This is a very interesting innovation, but - in the interest of full disclosure - there are some significant limitations when considered from a recreational perspective.

    To put this in perspective, 100nanoliters is equivalent to 0.0001cc or 0.0001mL - or, 0.01% of 1mL or cc; this is a very, very small volume. Granted, if one was working with a very concentrated solution - you could simply do several administrations to reach your target. They showed that simply doing several injections increased the payload volume, so it'd simply take a little bit of calculating to figure out how much is delivered per injection - but I imagine there's a ceiling. Given that it's ostensibly painless, no biggie there. However, this is further limited by another characteristic of this technology.

    Note how they don't discuss the maximal depth obtained in 7% gelatin, the toughness replicating animal skin; they maxed out at 1.2mm - which is sufficient for intravenous delivery only in certain areas. They're not marketing this as an IV delivery method, but this would be something to consider from a recreational perspective; injectors will have to program this device to proper depths in order to hit the depth of vasculature - and not over/undershoot. All things considered - I'd imagine that this kind of device would be better suited for intramuscular delivery, rather than intravenous.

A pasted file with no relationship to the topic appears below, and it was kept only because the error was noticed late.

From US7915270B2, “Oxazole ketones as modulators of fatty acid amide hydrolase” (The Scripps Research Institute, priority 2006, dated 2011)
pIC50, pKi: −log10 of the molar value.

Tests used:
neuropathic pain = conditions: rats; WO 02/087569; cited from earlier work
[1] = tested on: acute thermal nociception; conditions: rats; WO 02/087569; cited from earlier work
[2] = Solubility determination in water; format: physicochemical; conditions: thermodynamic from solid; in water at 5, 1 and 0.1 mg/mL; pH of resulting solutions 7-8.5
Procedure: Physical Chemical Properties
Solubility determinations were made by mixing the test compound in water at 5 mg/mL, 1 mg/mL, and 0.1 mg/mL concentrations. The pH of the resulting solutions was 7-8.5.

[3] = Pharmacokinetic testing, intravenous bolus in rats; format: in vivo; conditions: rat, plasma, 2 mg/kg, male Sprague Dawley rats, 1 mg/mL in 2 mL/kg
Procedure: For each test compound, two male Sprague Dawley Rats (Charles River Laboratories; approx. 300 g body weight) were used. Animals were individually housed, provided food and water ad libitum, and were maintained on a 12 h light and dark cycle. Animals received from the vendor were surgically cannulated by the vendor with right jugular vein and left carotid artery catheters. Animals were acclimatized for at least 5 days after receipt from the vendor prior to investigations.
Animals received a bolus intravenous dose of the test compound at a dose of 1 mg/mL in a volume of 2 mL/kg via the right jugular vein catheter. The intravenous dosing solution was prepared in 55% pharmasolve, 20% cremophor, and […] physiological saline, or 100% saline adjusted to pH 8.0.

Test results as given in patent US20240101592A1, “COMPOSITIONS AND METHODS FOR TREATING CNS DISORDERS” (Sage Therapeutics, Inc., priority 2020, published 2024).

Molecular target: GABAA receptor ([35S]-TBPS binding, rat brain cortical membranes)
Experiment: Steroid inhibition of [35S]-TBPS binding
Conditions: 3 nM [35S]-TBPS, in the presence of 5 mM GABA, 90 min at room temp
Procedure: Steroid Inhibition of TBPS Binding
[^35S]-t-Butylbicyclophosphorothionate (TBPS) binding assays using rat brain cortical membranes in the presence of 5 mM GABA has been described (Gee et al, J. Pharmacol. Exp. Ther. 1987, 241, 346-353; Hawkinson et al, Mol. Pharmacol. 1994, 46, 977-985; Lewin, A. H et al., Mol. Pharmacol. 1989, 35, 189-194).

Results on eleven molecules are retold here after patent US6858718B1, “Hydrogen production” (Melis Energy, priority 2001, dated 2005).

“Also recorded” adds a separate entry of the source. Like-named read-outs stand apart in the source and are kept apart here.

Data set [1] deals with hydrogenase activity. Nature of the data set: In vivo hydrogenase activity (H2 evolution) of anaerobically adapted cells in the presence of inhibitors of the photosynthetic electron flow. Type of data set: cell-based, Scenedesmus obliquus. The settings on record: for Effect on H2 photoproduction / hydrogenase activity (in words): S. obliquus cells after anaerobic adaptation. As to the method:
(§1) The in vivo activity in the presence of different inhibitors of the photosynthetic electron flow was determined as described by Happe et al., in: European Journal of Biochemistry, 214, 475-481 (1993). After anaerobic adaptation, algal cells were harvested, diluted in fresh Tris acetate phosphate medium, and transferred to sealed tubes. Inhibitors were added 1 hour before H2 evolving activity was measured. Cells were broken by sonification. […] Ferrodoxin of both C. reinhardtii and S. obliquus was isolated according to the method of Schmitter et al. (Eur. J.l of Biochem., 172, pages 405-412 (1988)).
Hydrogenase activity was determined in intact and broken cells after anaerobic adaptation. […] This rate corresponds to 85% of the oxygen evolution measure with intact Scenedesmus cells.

However, this somewhat shallow depth shouldn't be an issue given that you're not puncturing epithelial cells - though, the obvious next step for them is to evaluate the effects of this delivery modality on the integrity of vascular epithelial cells. If repeated penetration between epithelial cells disrupts integrin, collagen, etc. function - then this may translate to vascular necrosis, which can become hairy very fast.

    Regardless, this is a very interesting development that'll likely lead to further innovations.
  2. nigh
    I don't see how this could be scaled up without causing significant tissue damage. I can see this as being useful in the future for drugs active at the µg level such as LSD and possibly 25i-NBOMe, but not anything else. Botulinum toxin is the most potent toxin known to man, with therapeutic dosages obviously below its LD50 - the original Botox contained 25 ng (ref) of botulinum toxin. Just to drive the point home, that's 10,000,000 times less than 250 mg.
  3. Hanstara
    or 5,000,000 times less than 125 Mg. ""Kind like breaking down a fraction"".
  4. Aminatrix
    Or to actually make it easier to understand, 1,000,000 times less than 25mg.

    Or 10,000 times smaller than 250ug for our microgram rc fans.

    If the laser was capable of delivering a constant stream at that intensity and level of control, it could easily be utilized in IV injection technology. However like someone above pointed out, you would need to ensure that continued exposure to this medium would not be toxic to the cells.